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In psychology, the term dissociation describes a wide array of experiences from mild detachment from immediate surroundings to more severe detachment from physical and emotional experience. The major characteristic of all dissociative phenomena involves a detachment from reality, rather than a loss of reality as in psychosis. Dissociative experiences are further characterized by the varied maladaptive mental constructions of an individual's natural imaginative capacity.
Dissociation is commonly displayed on a continuum. In mild cases, dissociation can be regarded as a coping mechanism or defense mechanisms in seeking to master, minimize or tolerate stress – including boredom or conflict. At the nonpathological end of the continuum, dissociation describes common events such as daydreaming while driving a vehicle. Further along the continuum are non-pathological altered states of consciousness.
More pathological dissociation involves dissociative disorders, including dissociative fugue and depersonalization disorder with or without alterations in personal identity or sense of self. These alterations can include: a sense that self or the world is unreal (depersonalization and derealization); a loss of memory (amnesia); forgetting identity or assuming a new self (fugue); and fragmentation of identity or self into separate streams of consciousness (dissociative identity disorder, formerly termed multiple personality disorder) and complex post-traumatic stress disorder.
Dissociative disorders are sometimes triggered by trauma, but may be preceded only by stress, psychoactive substances, or no identifiable trigger at all. The ICD-10 classifies conversion disorder as a dissociative disorder. The Diagnostic and Statistical Manual of Mental Disorders groups all dissociative disorders into a single category.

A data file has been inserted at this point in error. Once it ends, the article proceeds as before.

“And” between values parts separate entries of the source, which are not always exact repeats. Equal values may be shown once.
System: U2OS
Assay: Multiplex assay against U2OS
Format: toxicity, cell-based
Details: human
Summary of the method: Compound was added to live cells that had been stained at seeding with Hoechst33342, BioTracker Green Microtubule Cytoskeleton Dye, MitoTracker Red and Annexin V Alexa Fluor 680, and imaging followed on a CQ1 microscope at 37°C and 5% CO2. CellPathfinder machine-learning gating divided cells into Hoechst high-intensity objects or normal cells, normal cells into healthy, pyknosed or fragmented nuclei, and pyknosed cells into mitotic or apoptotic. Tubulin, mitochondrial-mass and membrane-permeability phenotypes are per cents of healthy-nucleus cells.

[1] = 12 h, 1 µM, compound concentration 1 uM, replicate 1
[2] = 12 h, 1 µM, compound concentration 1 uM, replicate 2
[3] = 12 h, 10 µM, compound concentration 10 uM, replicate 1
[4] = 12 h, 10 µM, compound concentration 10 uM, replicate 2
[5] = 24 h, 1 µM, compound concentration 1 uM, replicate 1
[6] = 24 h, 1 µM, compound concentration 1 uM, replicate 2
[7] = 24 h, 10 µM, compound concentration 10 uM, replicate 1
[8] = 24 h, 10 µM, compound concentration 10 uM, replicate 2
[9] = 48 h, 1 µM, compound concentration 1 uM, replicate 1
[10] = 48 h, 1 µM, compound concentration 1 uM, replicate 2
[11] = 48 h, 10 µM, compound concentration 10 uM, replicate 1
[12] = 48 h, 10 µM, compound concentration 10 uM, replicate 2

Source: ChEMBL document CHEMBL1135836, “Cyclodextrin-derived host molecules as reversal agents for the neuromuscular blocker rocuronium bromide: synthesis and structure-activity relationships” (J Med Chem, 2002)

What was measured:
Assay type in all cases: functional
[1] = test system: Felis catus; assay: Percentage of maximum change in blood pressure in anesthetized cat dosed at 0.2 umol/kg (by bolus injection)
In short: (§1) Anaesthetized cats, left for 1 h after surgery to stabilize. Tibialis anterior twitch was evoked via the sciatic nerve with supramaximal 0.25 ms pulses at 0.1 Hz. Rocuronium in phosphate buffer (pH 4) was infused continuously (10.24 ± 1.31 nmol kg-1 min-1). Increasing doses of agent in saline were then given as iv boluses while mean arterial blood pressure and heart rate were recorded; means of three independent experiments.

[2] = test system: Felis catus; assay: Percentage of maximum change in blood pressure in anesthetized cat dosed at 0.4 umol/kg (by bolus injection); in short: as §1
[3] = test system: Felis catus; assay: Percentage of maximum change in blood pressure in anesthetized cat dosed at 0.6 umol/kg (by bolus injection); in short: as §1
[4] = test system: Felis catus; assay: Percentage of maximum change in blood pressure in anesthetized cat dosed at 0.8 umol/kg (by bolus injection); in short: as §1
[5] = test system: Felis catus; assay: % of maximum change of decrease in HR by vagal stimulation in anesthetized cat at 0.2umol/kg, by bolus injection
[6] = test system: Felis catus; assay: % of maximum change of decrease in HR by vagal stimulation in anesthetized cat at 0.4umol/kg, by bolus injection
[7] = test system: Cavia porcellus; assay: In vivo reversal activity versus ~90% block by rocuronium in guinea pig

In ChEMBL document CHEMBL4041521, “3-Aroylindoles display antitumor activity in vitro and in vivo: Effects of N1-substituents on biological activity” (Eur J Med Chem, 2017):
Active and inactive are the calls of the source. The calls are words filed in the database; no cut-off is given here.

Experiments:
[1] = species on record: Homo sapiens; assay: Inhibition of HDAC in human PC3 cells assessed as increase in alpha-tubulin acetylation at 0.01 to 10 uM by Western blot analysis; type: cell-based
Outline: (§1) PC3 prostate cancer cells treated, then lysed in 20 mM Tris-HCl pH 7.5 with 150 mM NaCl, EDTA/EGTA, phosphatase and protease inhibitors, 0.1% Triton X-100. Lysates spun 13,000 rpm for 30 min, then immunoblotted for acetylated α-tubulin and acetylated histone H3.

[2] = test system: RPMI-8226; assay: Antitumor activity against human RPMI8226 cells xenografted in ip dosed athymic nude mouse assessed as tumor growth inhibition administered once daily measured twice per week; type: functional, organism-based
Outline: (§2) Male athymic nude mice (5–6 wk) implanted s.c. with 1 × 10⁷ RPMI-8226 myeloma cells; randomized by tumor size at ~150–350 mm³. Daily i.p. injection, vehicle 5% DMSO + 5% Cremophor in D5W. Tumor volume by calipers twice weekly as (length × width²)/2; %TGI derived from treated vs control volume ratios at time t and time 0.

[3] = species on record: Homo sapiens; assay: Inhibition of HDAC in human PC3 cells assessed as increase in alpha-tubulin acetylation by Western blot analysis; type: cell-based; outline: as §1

Although some dissociative disruptions involve amnesia, other dissociative events do not. Dissociative disorders are typically experienced as startling, autonomous intrusions into the person's usual ways of responding or functioning. Due to their unexpected and largely inexplicable nature, they tend to be quite unsettling.
The French philosopher and psychiatrist Pierre Janet (1859–1947) is considered to be the author of the concept of dissociation. Contrary to some conceptions of dissociation, Janet did not believe that dissociation was a psychological defense. Psychological defense mechanisms belong to Freud's theory of psychoanalysis, not to Janetian psychology. Janet claimed that dissociation occurred only in persons who had a constitutional weakness of mental functioning that led to hysteria when they were stressed. Although it is true that many of Janet's case histories described traumatic experiences, he never considered dissociation to be a defense against those experiences. Quite the opposite: Janet insisted that dissociation was a mental or cognitive deficit. Accordingly, he considered trauma to be one of many stressors that could worsen the already-impaired "mental efficiency" of a hysteric, thereby generating a cascade of hysterical (in today's language, "dissociative") symptoms.